Modernizing the “ding-ding” trams
Hong Kong Tramways operates the world’s oldest and largest double-deck tram fleet. The company is now modernizing its trams with new technology. The challenge is that the old, unique design cannot be changed.
The iconic double-decker trams in Hong Kong have been running on the streets of Hong Kong Island for more than a century. They serve as an important transport choice for the people of Hong Kong as well as an inexpensive and nostalgic attraction for tourists.
For only 2.60 Hong Kong dollars (0.30 euro – children and seniors pay half price) an adult passenger can travel from east to west, or vice versa, on Hong Kong Island, enjoying views of Hong Kong’s numerous skyscrapers as well as the city’s picturesque street life and markets. The ride on the upper deck is particularly scenic.
Hong Kong residents call the trams “ding-ding” in everyday speech, based on the double bell ring that warns pedestrians of their approach.
“Our long history, our strong reputation in the city and all the heritage values are good for us,” says Cyril Aubin, managing director of Hong Kong Tramways. “But [these factors] also provide some constraints since we are responsible for keeping and maintaining a unique design, one that is 60 or 70 years old.” In addition, the trams’ historic design has some built-in discomforts, including the screeching and banging that accompany the typical journey.
The big challenge for the company has been how to bring in new technology in the design to improve comfort and facilitate maintenance while still keeping the trams’ historic shape, coach and outlook.
In 2018, after several years of preparation, Hong Kong Tramways decided to make a multimillion-dollar investment and replace the bogies, or undercarriages, which contain the trams’ wheels, axles, motors and brakes, on all 164 trams in the fleet. The bogies were originally constructed in the 1920s and rebuilt in the 1950s.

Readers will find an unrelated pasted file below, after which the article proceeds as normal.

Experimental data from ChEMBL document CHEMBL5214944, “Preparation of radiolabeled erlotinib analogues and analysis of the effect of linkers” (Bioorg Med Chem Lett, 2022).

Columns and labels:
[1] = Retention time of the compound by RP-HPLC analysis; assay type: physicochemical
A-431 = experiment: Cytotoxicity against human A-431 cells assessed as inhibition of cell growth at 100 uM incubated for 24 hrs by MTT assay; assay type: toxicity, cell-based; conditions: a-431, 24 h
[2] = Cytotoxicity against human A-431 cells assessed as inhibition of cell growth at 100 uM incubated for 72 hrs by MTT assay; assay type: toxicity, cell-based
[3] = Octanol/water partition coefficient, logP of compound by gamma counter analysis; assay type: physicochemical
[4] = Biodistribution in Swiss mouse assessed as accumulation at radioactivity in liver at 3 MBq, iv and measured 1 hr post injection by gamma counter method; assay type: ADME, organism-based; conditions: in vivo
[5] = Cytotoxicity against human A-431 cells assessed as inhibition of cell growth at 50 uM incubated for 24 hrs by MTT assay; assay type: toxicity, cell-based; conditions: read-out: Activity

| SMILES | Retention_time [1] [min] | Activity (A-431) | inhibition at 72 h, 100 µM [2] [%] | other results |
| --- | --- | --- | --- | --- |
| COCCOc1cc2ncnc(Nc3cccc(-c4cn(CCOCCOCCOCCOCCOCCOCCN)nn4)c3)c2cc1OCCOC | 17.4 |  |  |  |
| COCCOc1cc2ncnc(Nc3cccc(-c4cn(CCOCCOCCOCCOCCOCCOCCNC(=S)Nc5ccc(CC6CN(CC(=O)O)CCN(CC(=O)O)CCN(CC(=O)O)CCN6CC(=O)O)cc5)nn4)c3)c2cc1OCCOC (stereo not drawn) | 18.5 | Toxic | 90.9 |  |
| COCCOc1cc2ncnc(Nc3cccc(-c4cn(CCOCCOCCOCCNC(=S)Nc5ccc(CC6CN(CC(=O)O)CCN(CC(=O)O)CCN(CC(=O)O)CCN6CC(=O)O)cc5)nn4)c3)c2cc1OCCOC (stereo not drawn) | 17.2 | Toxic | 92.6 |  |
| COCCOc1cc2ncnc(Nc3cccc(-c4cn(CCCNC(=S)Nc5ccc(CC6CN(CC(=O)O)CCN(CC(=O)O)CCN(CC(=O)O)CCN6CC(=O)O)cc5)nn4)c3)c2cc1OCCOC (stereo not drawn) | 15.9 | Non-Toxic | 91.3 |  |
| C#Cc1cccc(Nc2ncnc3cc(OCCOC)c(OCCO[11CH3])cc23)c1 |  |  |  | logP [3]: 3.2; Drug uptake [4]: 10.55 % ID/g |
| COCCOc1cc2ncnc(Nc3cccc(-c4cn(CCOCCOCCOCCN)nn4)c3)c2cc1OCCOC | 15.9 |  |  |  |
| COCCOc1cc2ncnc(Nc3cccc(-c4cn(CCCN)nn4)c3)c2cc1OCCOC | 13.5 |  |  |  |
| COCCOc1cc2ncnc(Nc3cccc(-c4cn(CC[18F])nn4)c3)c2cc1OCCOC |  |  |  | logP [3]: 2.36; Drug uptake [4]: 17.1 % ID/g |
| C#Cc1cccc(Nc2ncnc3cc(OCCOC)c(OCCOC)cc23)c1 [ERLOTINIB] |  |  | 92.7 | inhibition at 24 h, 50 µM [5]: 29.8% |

“Since our trams are so unique, we can’t let an external manufacturer build them for us,” Aubin says. “We have to build and modify them by ourselves. We are not really a rolling stock manufacturer, but over the past decade we have gradually developed our skills.”
During the next five years, the first phase of this makeover, some 40 million Hong Kong dollars (4.5 million euros) will be spent to replace 60 bogies.
“Six years ago, we identified the axleboxes as being the most critical part of the bogies,” says Steven Chan, senior engineering manager at Hong Kong Tramways. “They cause us lots of problems, since they are breaking and cracking, and we have to use very skilful mechanics for the necessary welding repair.”
The current axleboxes are equipped with basic plain bearings, which create problems, especially at the many sharp bends along the tracks.
“Designing a bogie to run in Hong Kong is very difficult,” says Chan. “We realized that the best thing to do was to modify the bogies by replacing the axleboxes and introducing appropriate bearings.”
This led to discussions between Hong Kong Tramways and SKF on how to redesign the axleboxes to incorporate SKF bearings.
Our new bogies will bring great advantages for us.
“SKF has been very supportive,” says Aubin, “giving us technical advice. Since the bogies are originally from the 1920s, we don’t have any background data or engineering calculation sheets to compare with. We have to rediscover everything.
“Our new bogies will bring great advantages for us,” he says. “They will increase reliability, facilitate maintenance and reduce energy consumption. For the passengers, we hope they will find the rides smoother, less noisy and less shaky.”
The installation of the new bogies is expected to start in the first quarter of 2019.